Network optimization models maximum flow problems
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Network Optimization Models: Maximum Flow Problems. In this handout: The problem statement Augmenting path algorithm for solving the problem. A. 4. 4. 6. B. O. D. 5. 5. T. 4. 4. 5. C. Maximum Flow Problem. Given :Directed graph G=(V, E),

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Network Optimization Models: Maximum Flow Problems

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Network optimization models maximum flow problems

Network Optimization Models:Maximum Flow Problems

  • In this handout:

  • The problem statement

  • Augmenting path algorithm for solving the problem


Maximum flow problem

A

4

4

6

B

O

D

5

5

T

4

4

5

C

Maximum Flow Problem

  • Given:Directed graph G=(V, E),

    Supply (source) node O,demand (sink) node T

    Capacity function u: E  R .

  • Goal:Given the arc capacities,

    send as much flow as possible

    from supply node O to demand node T

    through the network.

  • Example:


Towards the augmenting path algorithm

Towards the Augmenting Path Algorithm

  • Idea: Find a path from the sourceto the sink,

    and use it to send as much flow as possible.

  • In our example,

    5 units of flow can be sent through the path O  B  D  T ;

    Then use the path O  C  T to send 4 units of flow.

    The total flow is 5 + 4 = 9 at this point.

  • Can we send more?

A

4

4

5

5

B

5

O

D

5

6

T

4

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C

5


Towards the augmenting path algorithm1

Towards the Augmenting Path Algorithm

  • If we redirect 1 unit of flow

    from path O  B  D  T to path O  B  C  T,

    then the freed capacity of arc D  T could be used

    to send 1 more unit of flow through path O  A  D  T,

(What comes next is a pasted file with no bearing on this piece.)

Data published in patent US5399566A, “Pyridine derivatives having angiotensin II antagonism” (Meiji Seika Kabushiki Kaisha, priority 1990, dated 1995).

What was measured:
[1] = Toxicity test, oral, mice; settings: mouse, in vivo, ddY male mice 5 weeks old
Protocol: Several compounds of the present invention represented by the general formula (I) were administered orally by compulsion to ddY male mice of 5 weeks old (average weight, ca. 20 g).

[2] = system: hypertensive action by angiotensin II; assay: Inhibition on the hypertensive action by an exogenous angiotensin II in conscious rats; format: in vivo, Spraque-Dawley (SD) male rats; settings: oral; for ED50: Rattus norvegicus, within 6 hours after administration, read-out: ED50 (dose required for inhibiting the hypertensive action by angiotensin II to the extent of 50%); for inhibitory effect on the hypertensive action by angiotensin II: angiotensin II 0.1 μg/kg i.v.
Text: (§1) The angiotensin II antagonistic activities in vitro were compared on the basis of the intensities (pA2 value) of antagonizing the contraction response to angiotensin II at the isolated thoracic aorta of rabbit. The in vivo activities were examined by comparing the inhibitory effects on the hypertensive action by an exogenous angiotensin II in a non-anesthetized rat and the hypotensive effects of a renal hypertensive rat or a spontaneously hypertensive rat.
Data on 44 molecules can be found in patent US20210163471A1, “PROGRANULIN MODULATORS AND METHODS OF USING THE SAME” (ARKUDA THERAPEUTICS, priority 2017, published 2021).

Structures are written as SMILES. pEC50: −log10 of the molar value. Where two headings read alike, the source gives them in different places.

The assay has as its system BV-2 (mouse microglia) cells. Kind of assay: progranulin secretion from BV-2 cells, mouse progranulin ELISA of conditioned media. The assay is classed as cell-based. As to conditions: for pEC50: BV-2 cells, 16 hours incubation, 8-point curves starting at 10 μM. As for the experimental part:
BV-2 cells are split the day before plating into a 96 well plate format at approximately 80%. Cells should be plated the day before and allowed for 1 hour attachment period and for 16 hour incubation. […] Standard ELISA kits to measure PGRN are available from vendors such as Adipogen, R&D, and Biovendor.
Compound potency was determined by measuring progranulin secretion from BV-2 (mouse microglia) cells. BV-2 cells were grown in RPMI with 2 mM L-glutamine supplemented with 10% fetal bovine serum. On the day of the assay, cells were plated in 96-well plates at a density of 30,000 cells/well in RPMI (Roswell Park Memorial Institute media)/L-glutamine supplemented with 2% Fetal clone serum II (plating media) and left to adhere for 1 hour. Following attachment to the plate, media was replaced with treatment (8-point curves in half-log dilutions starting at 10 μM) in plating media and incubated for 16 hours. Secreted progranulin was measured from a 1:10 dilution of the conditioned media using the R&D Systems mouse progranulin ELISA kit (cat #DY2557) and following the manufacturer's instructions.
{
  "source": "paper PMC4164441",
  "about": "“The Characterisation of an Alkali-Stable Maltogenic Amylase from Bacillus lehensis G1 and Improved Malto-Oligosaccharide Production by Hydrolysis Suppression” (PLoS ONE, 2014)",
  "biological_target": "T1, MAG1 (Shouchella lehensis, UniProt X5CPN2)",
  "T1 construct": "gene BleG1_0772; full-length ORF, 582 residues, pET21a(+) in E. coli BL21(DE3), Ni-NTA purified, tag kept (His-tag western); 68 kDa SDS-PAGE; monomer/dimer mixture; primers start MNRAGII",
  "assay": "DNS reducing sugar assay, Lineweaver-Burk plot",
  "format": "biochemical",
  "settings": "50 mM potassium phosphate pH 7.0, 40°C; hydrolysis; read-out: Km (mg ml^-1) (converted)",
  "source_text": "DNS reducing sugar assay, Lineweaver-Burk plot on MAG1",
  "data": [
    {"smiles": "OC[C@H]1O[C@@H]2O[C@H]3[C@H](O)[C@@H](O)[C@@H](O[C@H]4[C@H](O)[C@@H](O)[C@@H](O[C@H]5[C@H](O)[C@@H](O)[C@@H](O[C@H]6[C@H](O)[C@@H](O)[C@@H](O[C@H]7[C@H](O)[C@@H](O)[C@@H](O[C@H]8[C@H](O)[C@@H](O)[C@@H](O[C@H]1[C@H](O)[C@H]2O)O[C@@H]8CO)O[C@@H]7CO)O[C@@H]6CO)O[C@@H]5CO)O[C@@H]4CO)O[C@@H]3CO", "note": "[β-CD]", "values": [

making the total flow equal to 9+1=10 .

  • To realize the idea of redirecting the flow in a systematic way,

    we need the concept of residual capacities.

A

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Residual capacities

Residual capacities

5

D

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6

  • Suppose we have an arc with capacity 6 and current flow 5:

  • Then there is a residual capacity of 6-5=1

    for any additional flow through B  D .

  • On the other hand,

    at most 5 units of flow can be sent back from D to B, i.e.,

    5 units of previously assigned flow can be canceled.

    In that sense, 5 can be considered as

    the residual capacity of the reverse arc D  B .

  • To record the residual capacities in the network,

    we will replace the original directed arcs with undirected arcs:

5

1

B

The number at B is the residual capacity of BD;

the number at Dis the residual capacity of DB.

D


Residual network

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Residual Network

  • The network given by the undirected arcs and residual capacities

    is called residual network.

  • In our example,

    the residual network before sending any flow:

    Note that the sum of the residual capacities on both ends of an arc

    is equal to the original capacity of the arc.

  • How to increase the flow in the network

    based on the values of residual capacities?


Augmenting paths